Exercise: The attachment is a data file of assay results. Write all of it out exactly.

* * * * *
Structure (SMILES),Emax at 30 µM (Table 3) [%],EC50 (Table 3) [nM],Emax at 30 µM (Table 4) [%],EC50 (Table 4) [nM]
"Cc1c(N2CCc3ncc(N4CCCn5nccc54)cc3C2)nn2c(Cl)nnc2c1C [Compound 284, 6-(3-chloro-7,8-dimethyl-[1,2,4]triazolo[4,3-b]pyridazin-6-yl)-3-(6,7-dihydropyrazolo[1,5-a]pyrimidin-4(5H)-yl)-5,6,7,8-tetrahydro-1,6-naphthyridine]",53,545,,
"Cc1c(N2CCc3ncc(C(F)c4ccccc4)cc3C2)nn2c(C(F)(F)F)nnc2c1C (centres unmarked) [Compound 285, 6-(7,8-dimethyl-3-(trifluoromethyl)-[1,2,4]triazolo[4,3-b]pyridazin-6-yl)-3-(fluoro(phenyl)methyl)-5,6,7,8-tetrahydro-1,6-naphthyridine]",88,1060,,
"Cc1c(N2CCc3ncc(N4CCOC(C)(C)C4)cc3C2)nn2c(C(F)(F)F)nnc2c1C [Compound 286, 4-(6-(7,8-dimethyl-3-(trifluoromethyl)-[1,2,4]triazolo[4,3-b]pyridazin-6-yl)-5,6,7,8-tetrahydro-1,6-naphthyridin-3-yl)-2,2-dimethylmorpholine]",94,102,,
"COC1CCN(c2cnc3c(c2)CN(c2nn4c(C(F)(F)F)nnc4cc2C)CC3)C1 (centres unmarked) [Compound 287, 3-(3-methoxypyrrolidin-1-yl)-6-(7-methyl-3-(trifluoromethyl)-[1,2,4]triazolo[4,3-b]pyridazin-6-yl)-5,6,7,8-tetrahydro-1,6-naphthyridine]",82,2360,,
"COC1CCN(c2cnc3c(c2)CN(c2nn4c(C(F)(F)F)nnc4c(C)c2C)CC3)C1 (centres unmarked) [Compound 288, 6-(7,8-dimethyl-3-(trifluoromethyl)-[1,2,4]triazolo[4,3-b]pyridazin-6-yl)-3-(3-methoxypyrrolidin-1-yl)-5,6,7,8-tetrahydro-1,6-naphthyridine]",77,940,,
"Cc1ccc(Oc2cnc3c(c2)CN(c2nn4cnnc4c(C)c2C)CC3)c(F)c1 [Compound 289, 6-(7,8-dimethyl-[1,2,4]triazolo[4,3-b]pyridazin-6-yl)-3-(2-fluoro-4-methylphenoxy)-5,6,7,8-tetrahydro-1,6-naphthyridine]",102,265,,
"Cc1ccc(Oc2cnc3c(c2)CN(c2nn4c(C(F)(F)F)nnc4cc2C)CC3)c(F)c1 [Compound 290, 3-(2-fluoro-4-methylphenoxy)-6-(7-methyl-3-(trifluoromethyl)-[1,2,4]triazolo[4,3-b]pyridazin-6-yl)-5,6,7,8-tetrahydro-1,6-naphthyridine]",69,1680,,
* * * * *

Structure (SMILES),Emax at 30 µM (Table 3) [%],EC50 (Table 3) [nM],Emax at 30 µM (Table 4) [%],EC50 (Table 4) [nM]
"Cc1c(N2CCc3ncc(N4CCCn5nccc54)cc3C2)nn2c(Cl)nnc2c1C [Compound 284, 6-(3-chloro-7,8-dimethyl-[1,2,4]triazolo[4,3-b]pyridazin-6-yl)-3-(6,7-dihydropyrazolo[1,5-a]pyrimidin-4(5H)-yl)-5,6,7,8-tetrahydro-1,6-naphthyridine]",53,545,,
"Cc1c(N2CCc3ncc(C(F)c4ccccc4)cc3C2)nn2c(C(F)(F)F)nnc2c1C (centres unmarked) [Compound 285, 6-(7,8-dimethyl-3-(trifluoromethyl)-[1,2,4]triazolo[4,3-b]pyridazin-6-yl)-3-(fluoro(phenyl)methyl)-5,6,7,8-tetrahydro-1,6-naphthyridine]",88,1060,,
"Cc1c(N2CCc3ncc(N4CCOC(C)(C)C4)cc3C2)nn2c(C(F)(F)F)nnc2c1C [Compound 286, 4-(6-(7,8-dimethyl-3-(trifluoromethyl)-[1,2,4]triazolo[4,3-b]pyridazin-6-yl)-5,6,7,8-tetrahydro-1,6-naphthyridin-3-yl)-2,2-dimethylmorpholine]",94,102,,
"COC1CCN(c2cnc3c(c2)CN(c2nn4c(C(F)(F)F)nnc4cc2C)CC3)C1 (centres unmarked) [Compound 287, 3-(3-methoxypyrrolidin-1-yl)-6-(7-methyl-3-(trifluoromethyl)-[1,2,4]triazolo[4,3-b]pyridazin-6-yl)-5,6,7,8-tetrahydro-1,6-naphthyridine]",82,2360,,
"COC1CCN(c2cnc3c(c2)CN(c2nn4c(C(F)(F)F)nnc4c(C)c2C)CC3)C1 (centres unmarked) [Compound 288, 6-(7,8-dimethyl-3-(trifluoromethyl)-[1,2,4]triazolo[4,3-b]pyridazin-6-yl)-3-(3-methoxypyrrolidin-1-yl)-5,6,7,8-tetrahydro-1,6-naphthyridine]",77,940,,
"Cc1ccc(Oc2cnc3c(c2)CN(c2nn4cnnc4c(C)c2C)CC3)c(F)c1 [Compound 289, 6-(7,8-dimethyl-[1,2,4]triazolo[4,3-b]pyridazin-6-yl)-3-(2-fluoro-4-methylphenoxy)-5,6,7,8-tetrahydro-1,6-naphthyridine]",102,265,,
"Cc1ccc(Oc2cnc3c(c2)CN(c2nn4c(C(F)(F)F)nnc4cc2C)CC3)c(F)c1 [Compound 290, 3-(2-fluoro-4-methylphenoxy)-6-(7-methyl-3-(trifluoromethyl)-[1,2,4]triazolo[4,3-b]pyridazin-6-yl)-5,6,7,8-tetrahydro-1,6-naphthyridine]",69,1680,,